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Antony Antoniou – Luxury Property Expert

Who really pays VAT?

Who really pays VAT

Who really pays VAT?

Value Added Tax was introduced then the UK joined the ‘Common Market’ in 1973

Another unfair tax that disproportionately disadvantages the working class, but how unfair is it?

VAT was introduced in 1973 to replace purchase tax, a 33.3 per cent tax on goods classed as ‘luxury’ which was introduced in 1940 to discourage waste. The standard rate was cut from 10 to 8 per cent in 1974, when a higher 25 per cent rate (on petrol and some consumer goods) was introduced. This was halved in 1974 and the two were merged into a single 15 per cent rate in 1979. It was raised to 17.5 per cent in 1991 and again to 20 per cent in 2011 after a temporary cut to 15 per cent between December 2008 and December 2009. An 8 per cent reduced rate (mainly on domestic energy) was introduced in 1994 and cut to 5 per cent in 1997.

How does VAT work?

Let’s start at the top of the chain, from importer, merchant or manufacturer. They charge VAT on the goods that they supply, which is then deducted by wholesalers from the VAT they collect, leaving them to pay the small difference between the amount they have paid and the amount they collected. This process repeats itself, again and again, until the sale reaches the end user, who more often than not, cannot claim the VAT back.

Have you ever considered what this actually means?

What this means my friends is that you, the consumer, are just about the only ones paying VAT. A businessman can go to restaurant, eat and drink, request a VAT receipt and claim the VAT back, yet you even have to pay VAT on your Chips.

Let’s take a look at some more obvious examples.

At the time of writing this article, Petrol is around £1.65 per litre, yet that is not the price I pay. As a VAT registered businessman, Petrol actually costs me £1.37. If I were to buy a car priced at £36,000.00, it would not cost me that, it would cost me £30,000.00 for the same reason.

Yet, we have international companies who use every trick in the book to syphon away profits to tax havens, whilst the everyday person in the UK is charged premium for their basic needs.

There are even more examples of how ludicrous this form of taxation is. You are thinking about starting a business, maybe a shop, it’s not easy, especially in today’s climate, but here’s hoping. Your landlord may impose VAT on the rent if the wish, therefore, they are able to claim back all the VAT that they have paid, but unless your business succeeds in getting off the ground and your buying power increases, so that you can offset the extra cost, you That means, that unless you reach the threshold of £85,000 in sales, where you are obliged to charge VAT, and simultaneously claim the VAT that you pay on top of your rent, you could be paying the whole lot, directly out of your pocket.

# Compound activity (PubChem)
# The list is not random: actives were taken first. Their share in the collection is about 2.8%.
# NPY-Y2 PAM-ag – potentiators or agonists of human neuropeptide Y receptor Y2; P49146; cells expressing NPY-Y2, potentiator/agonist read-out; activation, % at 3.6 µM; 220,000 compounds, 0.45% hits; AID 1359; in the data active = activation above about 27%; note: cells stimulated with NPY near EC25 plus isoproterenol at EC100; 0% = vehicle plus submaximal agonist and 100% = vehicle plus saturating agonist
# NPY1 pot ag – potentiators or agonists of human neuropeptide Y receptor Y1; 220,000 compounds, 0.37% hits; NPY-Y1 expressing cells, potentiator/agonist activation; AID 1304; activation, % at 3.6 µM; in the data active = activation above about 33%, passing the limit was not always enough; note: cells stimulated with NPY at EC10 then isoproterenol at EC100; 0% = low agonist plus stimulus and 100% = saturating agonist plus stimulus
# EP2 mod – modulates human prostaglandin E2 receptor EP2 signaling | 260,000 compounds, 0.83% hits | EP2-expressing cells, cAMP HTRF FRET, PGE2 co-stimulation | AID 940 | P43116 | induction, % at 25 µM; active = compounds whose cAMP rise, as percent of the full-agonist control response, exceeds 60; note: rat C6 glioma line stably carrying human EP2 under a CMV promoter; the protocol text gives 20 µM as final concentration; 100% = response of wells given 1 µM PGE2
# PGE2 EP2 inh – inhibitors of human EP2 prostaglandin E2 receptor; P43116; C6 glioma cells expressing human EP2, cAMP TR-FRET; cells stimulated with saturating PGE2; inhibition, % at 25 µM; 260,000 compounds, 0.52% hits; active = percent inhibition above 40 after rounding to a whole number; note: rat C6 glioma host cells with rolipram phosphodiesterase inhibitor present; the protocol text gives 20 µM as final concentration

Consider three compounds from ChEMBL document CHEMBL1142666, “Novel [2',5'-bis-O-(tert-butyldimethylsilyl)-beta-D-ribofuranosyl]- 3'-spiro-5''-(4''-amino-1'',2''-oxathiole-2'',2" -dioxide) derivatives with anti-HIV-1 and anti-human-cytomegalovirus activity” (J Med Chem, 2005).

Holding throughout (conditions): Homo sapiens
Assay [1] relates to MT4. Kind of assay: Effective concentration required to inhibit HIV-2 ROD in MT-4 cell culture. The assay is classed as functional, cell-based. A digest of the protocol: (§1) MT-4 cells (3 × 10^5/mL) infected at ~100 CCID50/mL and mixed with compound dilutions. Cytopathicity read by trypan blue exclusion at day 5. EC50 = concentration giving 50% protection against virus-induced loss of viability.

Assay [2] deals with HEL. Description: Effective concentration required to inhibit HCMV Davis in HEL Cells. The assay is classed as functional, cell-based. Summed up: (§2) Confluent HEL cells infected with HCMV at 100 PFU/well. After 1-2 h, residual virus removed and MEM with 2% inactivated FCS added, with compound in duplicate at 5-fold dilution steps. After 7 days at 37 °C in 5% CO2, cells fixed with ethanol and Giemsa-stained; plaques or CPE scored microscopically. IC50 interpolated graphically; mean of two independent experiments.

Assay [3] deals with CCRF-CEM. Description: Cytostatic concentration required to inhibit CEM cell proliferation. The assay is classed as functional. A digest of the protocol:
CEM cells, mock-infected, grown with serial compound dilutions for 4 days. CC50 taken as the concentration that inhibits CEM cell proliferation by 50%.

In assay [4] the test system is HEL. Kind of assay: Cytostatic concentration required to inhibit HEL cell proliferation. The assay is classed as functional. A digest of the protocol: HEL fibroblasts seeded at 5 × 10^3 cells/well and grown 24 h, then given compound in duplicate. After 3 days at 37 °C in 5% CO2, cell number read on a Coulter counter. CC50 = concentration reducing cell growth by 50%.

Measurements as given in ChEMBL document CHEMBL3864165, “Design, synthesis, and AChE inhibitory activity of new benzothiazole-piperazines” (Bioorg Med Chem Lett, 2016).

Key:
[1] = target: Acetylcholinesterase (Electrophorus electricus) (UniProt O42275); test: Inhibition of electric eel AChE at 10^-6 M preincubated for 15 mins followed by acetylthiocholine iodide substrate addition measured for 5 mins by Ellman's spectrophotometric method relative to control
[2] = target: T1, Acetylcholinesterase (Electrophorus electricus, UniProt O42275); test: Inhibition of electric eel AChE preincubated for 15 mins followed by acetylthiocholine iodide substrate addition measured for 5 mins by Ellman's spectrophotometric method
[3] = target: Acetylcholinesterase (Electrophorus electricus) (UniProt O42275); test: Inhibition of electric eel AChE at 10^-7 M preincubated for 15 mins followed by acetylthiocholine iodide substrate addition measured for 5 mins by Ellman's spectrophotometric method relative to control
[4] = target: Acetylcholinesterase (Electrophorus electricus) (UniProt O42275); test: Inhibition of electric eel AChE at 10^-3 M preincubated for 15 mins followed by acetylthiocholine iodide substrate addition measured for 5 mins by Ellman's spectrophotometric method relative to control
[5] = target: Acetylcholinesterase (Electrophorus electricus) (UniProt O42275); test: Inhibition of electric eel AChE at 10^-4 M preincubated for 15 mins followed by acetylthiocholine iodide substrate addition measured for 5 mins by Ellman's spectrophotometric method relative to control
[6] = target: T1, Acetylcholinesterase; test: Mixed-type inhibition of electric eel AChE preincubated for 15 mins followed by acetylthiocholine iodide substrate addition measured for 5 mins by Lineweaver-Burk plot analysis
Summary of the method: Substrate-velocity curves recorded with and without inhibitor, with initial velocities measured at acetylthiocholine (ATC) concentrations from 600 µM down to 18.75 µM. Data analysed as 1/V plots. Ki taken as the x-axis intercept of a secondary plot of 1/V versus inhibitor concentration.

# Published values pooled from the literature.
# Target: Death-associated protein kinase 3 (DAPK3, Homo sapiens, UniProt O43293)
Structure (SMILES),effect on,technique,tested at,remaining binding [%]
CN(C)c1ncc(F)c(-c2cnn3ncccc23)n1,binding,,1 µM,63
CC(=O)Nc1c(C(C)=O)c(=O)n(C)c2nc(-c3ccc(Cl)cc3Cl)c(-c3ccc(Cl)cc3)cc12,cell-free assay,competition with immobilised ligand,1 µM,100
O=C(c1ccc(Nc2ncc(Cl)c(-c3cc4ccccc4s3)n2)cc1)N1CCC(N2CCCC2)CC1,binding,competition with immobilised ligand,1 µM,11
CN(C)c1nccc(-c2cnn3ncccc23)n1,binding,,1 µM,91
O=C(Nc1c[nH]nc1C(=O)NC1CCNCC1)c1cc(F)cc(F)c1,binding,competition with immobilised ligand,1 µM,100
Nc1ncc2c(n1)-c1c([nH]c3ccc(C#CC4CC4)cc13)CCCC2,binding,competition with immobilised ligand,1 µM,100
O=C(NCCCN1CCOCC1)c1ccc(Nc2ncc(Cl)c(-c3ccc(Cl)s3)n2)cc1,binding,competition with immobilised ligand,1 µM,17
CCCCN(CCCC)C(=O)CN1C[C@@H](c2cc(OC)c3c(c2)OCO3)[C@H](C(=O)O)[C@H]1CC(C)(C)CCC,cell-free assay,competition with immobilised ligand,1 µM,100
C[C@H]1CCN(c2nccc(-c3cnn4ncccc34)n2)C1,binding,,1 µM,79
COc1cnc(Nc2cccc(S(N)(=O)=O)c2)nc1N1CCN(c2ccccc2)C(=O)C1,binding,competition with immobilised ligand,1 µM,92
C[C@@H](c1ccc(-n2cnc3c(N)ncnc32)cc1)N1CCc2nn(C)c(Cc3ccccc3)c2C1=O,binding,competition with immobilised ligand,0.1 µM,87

Think about the goods that are sold online from overseas, China being the main one, how many of you have bought from Ali Express, Ebay or Amazon for example? You pay, the goods are despatched and the seller does not pay any VAT to the UK Government, but if you are unlucky, your parcel will be intercepted and you will be required to pay import duty on top of the sum that you have already paid, if you refuse, you lose your goods, and your money.

Remember that these overseas traders are able to undercut British business, forcing so many to struggle, yet they have nothing to lose, the only party at risk is you, the consumer.

Whilst one part of society are able to claim back as much as tens of thousands of pounds in VAT, the other has to pay as much as £1 in VAT on a few pence worth of Coffee and some hot water at a franchised Coffee chain.

Have you had to save hard to gather the deposit for a car?  How much did you put down, 10% or maybe 20%?

Then ponder on this:

A VAT registered business user can buy a new luxury vehicle, put down 20% deposit, but guess what? Within the next quarter, they can claim back the VAT, which is 20%, leaving them with a net outlay of ZERO, they will of course have to make the payments, which can be tax deductible, depending on their circumstances and the deal they have chosen, but there is more…..

They can also claim a large portion of the total cost of the car as devaluation against their tax, a car that was bought with a deposit that they reclaimed.

You cannot blame any business for taking advantage of everything at their disposal, I just disagree that in the case of VAT, this cost is borne mainly by the consumer, the average person, working or not, people even pay this draconian tax out of their pensions and benefits.

Do you really consider this to be fair? I don’t!

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Emma Sharp
Emma Sharp
1 year ago

Good point, I had never looked at it this way. I will never enjoy a Coffee at Starbucks again!